Thing to Do Rope Swings at Blendon Woods Natural Play Area. Go past the rope walls, past the tree trunk see saw, past the zip line swing (yes they have a zip line! But it’s more for the kids), and you’ll find yourself walking to the top of a hill. There will be three trees, each with a long, thick, rope hanging down. They seem to have difficulty levels with each one being a different height off the ground. Whether you were born for the flying trapeze, or just want to avoid falling -- it’s a lot of fun! As you can see from the picture, we even got Zak to try it out.
Recipe Black Bean Burgers Based on the recipe by: Dr. Michael Greger & Robin Robertson from The How Not to Die Cookbook https://nutritionfacts.org/recipe/black-bean-burger/
1 cup old-fashioned rolled oats
1/2 cup walnut pieces
1 1/4 inch piece fresh turmeric (or ¼ teaspoon ground) grated
1/2 cup red onion chopped
1/3 cup mushrooms chopped
1/3 cup sundried tomato
1 1/2 cup cooked or 1 15-ounce BPA-free can or Tetra Pak salt-free black beans rinsed and drained
2 tablespoons tahini or almond butter
1 tablespoon ground flaxseeds
1 tablespoon nutritional yeast
1 tablespoon fresh parsley chopped
2 teaspoons white miso paste
1 teaspoon onion powder
1/2 teaspoon garlic powder
1/2 teaspoon smoked paprika
1 teaspoon partially dried basil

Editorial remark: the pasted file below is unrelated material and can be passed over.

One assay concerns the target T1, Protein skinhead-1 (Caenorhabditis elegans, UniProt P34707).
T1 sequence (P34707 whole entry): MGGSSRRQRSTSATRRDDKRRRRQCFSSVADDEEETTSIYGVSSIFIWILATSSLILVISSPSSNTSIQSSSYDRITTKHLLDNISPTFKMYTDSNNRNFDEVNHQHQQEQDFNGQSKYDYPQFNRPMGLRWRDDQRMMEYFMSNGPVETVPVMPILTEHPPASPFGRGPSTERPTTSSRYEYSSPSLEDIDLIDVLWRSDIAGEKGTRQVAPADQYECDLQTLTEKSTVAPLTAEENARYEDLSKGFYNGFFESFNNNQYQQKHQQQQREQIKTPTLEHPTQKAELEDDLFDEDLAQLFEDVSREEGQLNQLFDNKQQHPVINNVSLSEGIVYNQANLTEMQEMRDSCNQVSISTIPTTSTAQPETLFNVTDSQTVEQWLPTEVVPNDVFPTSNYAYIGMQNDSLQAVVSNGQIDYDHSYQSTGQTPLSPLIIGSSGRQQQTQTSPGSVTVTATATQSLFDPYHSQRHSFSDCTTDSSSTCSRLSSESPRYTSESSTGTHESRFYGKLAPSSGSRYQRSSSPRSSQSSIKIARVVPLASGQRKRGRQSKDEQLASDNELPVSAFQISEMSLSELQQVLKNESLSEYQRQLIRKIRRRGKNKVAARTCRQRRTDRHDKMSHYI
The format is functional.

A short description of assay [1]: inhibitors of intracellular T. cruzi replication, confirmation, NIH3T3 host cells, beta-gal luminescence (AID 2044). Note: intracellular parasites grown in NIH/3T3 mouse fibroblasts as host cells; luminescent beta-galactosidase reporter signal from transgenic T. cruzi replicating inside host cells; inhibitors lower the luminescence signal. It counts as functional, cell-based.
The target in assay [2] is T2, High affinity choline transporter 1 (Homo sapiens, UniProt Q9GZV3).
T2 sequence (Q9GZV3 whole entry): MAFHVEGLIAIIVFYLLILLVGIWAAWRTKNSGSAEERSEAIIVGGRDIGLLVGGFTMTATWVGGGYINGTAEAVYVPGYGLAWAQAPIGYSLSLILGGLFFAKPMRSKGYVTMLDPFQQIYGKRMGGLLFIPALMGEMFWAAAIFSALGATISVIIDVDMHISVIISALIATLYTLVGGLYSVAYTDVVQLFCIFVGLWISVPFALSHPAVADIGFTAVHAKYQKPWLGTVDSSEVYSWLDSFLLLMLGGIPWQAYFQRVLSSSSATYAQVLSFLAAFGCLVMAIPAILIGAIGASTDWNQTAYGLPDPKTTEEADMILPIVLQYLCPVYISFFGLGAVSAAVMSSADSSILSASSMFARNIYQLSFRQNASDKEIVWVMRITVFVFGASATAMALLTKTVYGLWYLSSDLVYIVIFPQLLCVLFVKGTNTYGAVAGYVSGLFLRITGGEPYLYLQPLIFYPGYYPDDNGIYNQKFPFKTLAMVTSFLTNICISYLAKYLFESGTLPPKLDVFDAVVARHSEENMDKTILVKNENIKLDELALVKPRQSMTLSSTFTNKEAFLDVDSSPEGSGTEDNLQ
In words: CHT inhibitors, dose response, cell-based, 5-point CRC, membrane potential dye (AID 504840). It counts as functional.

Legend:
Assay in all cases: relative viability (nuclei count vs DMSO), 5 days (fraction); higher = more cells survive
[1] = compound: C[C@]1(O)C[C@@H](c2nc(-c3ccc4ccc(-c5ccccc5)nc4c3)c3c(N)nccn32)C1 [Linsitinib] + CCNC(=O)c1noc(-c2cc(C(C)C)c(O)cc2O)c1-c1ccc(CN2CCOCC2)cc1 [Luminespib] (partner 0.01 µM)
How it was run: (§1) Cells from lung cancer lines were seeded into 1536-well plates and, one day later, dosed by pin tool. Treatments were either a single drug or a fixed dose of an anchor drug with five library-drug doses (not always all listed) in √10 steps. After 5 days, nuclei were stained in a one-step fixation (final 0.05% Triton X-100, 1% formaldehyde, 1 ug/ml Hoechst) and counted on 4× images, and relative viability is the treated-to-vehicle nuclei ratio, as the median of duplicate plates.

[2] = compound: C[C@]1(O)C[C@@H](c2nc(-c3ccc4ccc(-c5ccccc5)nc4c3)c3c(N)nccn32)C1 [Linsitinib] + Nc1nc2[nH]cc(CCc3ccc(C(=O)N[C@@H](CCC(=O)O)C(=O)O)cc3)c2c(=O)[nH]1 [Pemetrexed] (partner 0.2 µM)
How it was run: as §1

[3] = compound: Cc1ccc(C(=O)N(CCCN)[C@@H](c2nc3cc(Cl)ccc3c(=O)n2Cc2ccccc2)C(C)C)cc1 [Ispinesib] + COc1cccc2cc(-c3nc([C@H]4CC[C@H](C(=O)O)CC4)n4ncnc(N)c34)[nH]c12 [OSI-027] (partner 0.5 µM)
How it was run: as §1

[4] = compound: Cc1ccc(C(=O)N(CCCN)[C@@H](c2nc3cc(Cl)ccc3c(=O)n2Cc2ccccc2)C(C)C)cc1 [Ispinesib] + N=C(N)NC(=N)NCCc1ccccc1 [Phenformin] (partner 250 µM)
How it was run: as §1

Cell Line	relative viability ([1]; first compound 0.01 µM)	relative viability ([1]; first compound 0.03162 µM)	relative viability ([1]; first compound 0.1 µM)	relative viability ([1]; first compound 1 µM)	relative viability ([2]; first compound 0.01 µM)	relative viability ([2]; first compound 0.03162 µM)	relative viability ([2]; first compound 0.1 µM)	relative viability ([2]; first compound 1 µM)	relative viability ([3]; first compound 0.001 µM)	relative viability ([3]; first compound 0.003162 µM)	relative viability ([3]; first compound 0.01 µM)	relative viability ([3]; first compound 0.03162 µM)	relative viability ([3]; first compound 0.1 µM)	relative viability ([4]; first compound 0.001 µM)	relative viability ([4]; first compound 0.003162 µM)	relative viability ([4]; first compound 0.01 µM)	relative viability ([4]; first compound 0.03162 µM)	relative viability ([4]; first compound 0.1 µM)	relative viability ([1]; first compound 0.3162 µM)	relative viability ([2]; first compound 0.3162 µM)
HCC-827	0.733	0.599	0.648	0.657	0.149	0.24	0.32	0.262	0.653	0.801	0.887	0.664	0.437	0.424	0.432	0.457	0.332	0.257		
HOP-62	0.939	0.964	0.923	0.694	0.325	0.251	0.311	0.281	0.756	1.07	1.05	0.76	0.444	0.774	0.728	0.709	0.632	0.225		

Preheat the oven to 375ºF.
Pulse the oats, walnuts, and turmeric in a food processor until they are finely ground. Add the onion, mushrooms, beans, tahini, and flaxseeds and pulse until well combined. Add the remaining ingredients and pulse to mix well.
Pinch some of the mixture between your thumb and index finger to test whether it holds together. If the mixture is too wet, add more oats. If the mixture is too dry, add a little water, 1 tablespoon at a time. Transfer the mixture to a work surface and divide into four equal portions. Shape each into a patty about ½-inch thick and transfer to a plate. Refrigerate for 30 minutes.
Line a baking sheet with a silicone mat or parchment paper and arrange the burgers on it. Bake until hot and lightly browned, turning once, about 25 minutes. Serve hot, as desired.
That’s it for this newsletter. I hope you enjoyed it. Let us know your suggestions at firstname.lastname@example.org
Also, if you are ready to start reclaiming your health. Now is a great time. Schedule an appointment with us- try a FREE Consult.
The future depends on what you do today. Take care out there, Sagar Doshi, MD FAAEM Dipl ACLM